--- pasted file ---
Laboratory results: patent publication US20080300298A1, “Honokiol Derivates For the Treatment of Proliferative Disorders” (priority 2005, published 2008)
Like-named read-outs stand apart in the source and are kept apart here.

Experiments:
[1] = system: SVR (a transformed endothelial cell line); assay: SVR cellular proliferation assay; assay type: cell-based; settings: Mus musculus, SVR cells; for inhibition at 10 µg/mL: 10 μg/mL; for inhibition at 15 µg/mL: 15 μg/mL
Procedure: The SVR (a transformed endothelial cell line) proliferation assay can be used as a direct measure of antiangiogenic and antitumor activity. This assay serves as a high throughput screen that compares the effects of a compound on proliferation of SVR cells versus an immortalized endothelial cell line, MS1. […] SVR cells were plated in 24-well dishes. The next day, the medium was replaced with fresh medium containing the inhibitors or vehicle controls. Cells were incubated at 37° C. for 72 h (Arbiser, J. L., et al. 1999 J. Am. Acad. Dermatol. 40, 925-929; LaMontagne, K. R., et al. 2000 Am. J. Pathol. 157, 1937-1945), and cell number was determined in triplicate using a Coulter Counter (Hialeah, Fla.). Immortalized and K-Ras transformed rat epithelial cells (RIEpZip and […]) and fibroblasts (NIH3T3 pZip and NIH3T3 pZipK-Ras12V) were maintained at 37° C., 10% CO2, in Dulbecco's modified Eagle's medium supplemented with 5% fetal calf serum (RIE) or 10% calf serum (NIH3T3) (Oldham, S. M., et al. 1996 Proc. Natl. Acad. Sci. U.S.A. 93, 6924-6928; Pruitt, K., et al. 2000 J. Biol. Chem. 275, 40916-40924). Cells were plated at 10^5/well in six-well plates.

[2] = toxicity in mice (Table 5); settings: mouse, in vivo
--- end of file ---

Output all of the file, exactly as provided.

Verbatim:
Laboratory results: patent publication US20080300298A1, “Honokiol Derivates For the Treatment of Proliferative Disorders” (priority 2005, published 2008)
Like-named read-outs stand apart in the source and are kept apart here.

Experiments:
[1] = system: SVR (a transformed endothelial cell line); assay: SVR cellular proliferation assay; assay type: cell-based; settings: Mus musculus, SVR cells; for inhibition at 10 µg/mL: 10 μg/mL; for inhibition at 15 µg/mL: 15 μg/mL
Procedure: The SVR (a transformed endothelial cell line) proliferation assay can be used as a direct measure of antiangiogenic and antitumor activity. This assay serves as a high throughput screen that compares the effects of a compound on proliferation of SVR cells versus an immortalized endothelial cell line, MS1. […] SVR cells were plated in 24-well dishes. The next day, the medium was replaced with fresh medium containing the inhibitors or vehicle controls. Cells were incubated at 37° C. for 72 h (Arbiser, J. L., et al. 1999 J. Am. Acad. Dermatol. 40, 925-929; LaMontagne, K. R., et al. 2000 Am. J. Pathol. 157, 1937-1945), and cell number was determined in triplicate using a Coulter Counter (Hialeah, Fla.). Immortalized and K-Ras transformed rat epithelial cells (RIEpZip and […]) and fibroblasts (NIH3T3 pZip and NIH3T3 pZipK-Ras12V) were maintained at 37° C., 10% CO2, in Dulbecco's modified Eagle's medium supplemented with 5% fetal calf serum (RIE) or 10% calf serum (NIH3T3) (Oldham, S. M., et al. 1996 Proc. Natl. Acad. Sci. U.S.A. 93, 6924-6928; Pruitt, K., et al. 2000 J. Biol. Chem. 275, 40916-40924). Cells were plated at 10^5/well in six-well plates.

[2] = toxicity in mice (Table 5); settings: mouse, in vivo